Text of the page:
Since the last CMS Bulletin, the CMS Physics Analysis Groups have completed more than 70 new analyses, many of which are based on the complete Run 1 dataset. In parallel the Snowmass whitepaper on projected discovery potential of CMS for HL-LHC has been completed, while the ECFA HL-LHC future physics studies has been summarised in a report and nine published benchmark analyses. Run 1 summary studies on b-tag and jet identification, quark-gluon discrimination and boosted topologies have been documented in BTV-13-001 and JME-13-002/005/006, respectively. The new tracking alignment and performance papers are being prepared for submission as well. The Higgs analysis group produced several new results including the search for ttH with H decaying to ZZ, WW, ττ+bb (HIG-13-019/020) where an excess of ~2.5σ is observed in the like-sign di-muon channel, and new searches for high-mass Higgs bosons (HIG-13-022). Search for invisible Higgs decays have also been performed both using the associ...

  15. A school-based physical activity promotion intervention in children: rationale and study protocol for the PREVIENE Project

    Directory of Open Access Journals (Sweden)

    Pablo Tercedor

    2017-09-01

    Full Text Available Abstract Background The lack of physical activity and increasing time spent in sedentary behaviours during childhood place importance on developing low cost, easy-toimplement school-based interventions to increase physical activity among children. The PREVIENE Project will evaluate the effectiveness of five innovative, simple, and feasible interventions (active commuting to/from school, active Physical Education lessons, active school recess, sleep health promotion, and an integrated program incorporating all 4 interventions to improve physical activity, fitness, anthropometry, sleep health, academic achievement, and health-related quality of life in primary school children. Methods A total of 300 children (grade 3; 8-9 years of age from six schools in Granada (Spain will be enrolled in one of the 8-week interventions (one intervention per school; 50 children per school or a control group (no intervention school; 50 children. Outcomes will include physical activity (measured by accelerometry, physical fitness (assessed using the ALPHA fitness battery, and anthropometry (height, weight and waist circumference. Furthermore, they will include sleep health (measured by accelerometers, a sleep diary, and sleep health questionnaires, academic achievement (grades from the official school’s records, and health-related quality of life (child and parental questionnaires. To assess the effectiveness of the different interventions on objectively measured PA and the other outcomes, the generalized linear model will be used. Discussion The PREVIENE Project will provide the information about the effectiveness and implementation of different school-based interventions for physical activity promotion in primary school children.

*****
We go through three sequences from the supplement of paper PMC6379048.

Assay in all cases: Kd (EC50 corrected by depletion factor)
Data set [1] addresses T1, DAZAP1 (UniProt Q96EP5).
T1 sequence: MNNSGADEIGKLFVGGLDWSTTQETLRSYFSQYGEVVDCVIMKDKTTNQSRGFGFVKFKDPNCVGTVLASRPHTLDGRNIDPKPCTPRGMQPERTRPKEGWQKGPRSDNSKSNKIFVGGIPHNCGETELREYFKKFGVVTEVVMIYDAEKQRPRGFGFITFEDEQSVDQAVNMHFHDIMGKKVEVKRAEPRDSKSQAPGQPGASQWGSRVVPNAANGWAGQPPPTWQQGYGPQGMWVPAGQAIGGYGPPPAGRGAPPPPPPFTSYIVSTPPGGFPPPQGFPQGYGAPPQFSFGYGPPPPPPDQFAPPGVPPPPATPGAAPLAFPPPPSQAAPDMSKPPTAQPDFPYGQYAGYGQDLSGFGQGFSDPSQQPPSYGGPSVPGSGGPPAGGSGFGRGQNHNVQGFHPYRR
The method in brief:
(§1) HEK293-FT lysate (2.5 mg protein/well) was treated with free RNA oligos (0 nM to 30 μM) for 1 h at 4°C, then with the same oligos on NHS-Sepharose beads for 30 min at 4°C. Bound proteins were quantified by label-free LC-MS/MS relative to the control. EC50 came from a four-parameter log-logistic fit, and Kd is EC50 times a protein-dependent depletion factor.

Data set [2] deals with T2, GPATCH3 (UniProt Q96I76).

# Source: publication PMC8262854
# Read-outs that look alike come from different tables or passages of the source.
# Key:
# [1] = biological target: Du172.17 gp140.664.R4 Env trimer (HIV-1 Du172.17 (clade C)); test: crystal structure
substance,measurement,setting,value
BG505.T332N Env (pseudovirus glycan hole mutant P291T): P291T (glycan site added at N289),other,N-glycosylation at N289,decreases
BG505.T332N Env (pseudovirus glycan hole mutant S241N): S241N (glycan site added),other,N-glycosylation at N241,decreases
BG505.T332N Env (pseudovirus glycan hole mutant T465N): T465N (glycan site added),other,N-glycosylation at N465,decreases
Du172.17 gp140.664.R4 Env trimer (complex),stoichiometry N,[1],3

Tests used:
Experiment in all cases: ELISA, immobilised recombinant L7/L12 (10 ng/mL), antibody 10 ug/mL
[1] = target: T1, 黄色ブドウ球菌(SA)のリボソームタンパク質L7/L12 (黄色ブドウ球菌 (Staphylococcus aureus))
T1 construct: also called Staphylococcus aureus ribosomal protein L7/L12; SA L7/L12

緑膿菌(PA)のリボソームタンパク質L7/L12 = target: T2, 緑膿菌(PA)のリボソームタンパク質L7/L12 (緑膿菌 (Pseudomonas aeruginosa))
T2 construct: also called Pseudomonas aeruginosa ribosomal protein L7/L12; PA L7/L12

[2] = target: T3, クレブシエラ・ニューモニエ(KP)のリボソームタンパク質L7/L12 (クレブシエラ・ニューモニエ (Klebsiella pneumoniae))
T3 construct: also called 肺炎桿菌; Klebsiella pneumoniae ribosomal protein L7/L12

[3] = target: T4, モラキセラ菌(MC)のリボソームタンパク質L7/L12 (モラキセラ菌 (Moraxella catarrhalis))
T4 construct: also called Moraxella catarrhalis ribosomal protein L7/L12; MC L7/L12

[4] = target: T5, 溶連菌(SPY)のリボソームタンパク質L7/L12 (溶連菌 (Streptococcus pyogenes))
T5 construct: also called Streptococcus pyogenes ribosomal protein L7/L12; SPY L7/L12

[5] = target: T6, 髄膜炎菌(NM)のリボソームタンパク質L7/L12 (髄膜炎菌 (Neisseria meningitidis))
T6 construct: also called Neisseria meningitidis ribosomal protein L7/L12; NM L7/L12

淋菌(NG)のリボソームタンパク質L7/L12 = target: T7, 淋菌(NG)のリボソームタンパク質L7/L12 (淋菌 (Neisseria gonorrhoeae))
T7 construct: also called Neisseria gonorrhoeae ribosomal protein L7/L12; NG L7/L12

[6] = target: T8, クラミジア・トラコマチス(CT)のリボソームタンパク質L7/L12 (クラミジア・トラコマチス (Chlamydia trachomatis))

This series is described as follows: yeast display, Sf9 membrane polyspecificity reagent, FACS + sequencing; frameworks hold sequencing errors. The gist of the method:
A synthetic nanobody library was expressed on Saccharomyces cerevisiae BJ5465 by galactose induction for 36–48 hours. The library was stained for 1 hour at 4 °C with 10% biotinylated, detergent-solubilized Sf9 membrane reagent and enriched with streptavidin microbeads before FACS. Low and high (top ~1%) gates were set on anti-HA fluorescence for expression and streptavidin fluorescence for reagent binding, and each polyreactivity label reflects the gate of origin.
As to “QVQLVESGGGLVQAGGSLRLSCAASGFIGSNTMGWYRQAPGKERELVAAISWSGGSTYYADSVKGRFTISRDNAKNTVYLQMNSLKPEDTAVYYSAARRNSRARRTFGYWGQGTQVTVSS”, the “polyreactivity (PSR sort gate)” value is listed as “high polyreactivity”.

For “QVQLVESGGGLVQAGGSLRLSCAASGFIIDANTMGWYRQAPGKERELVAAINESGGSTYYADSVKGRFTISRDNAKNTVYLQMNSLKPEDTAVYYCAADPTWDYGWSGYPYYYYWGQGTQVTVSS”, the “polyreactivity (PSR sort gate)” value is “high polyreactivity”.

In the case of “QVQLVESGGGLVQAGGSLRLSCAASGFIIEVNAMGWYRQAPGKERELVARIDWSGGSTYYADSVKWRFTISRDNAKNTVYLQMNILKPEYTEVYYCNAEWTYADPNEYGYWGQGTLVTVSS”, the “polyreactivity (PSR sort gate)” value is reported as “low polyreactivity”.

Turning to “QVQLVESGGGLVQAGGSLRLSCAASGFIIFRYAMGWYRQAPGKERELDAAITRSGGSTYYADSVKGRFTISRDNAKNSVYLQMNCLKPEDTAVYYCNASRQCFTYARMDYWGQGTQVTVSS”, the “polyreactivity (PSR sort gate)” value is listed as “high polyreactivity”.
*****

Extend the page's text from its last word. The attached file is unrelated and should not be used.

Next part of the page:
16. A school-based physical activity promotion intervention in children: rationale and study protocol for the PREVIENE Project.

    Science.gov (United States)

    Tercedor, Pablo; Villa-González, Emilio; Ávila-García, Manuel; Díaz-Piedra, Carolina; Martínez-Baena, Alejandro; Soriano-Maldonado, Alberto; Pérez-López, Isaac José; García-Rodríguez, Inmaculada; Mandic, Sandra; Palomares-Cuadros, Juan; Segura-Jiménez, Víctor; Huertas-Delgado, Francisco Javier

    2017-09-26

    The lack of physical activity and increasing time spent in sedentary behaviours during childhood place importance on developing low cost, easy-toimplement school-based interventions to increase physical activity among children. The PREVIENE Project will evaluate the effectiveness of five innovative, simple, and feasible interventions (active commuting to/from school, active Physical Education lessons, active school recess, sleep health promotion, and an integrated program incorporating all 4 interventions) to improve physical activity, fitness, anthropometry, sleep health, academic achievement, and health-related quality of life in primary school children. A total of 300 children (grade 3; 8-9 years of age) from six schools in Granada (Spain) will be enrolled in one of the 8-week interventions (one intervention per school; 50 children per school) or a control group (no intervention school; 50 children). Outcomes will include physical activity (measured by accelerometry), physical fitness (assessed using the ALPHA fitness battery), and anthropometry (height, weight and waist circumference). Furthermore, they will include sleep health (measured by accelerometers, a sleep diary, and sleep health questionnaires), academic achievement (grades from the official school's records), and health-related quality of life (child and parental questionnaires). To assess the effectiveness of the different interventions on objectively measured PA and the other outcomes, the generalized linear model will be used. The PREVIENE Project will provide the information about the effectiveness and implementation of different school-based interventions for physical activity promotion in primary school children.

  17. The effects of topic choice in project-based instruction on undergraduate physical science students' interest, ownership, and motivation

    Science.gov (United States)

    Milner-Bolotin, Marina

    2001-07-01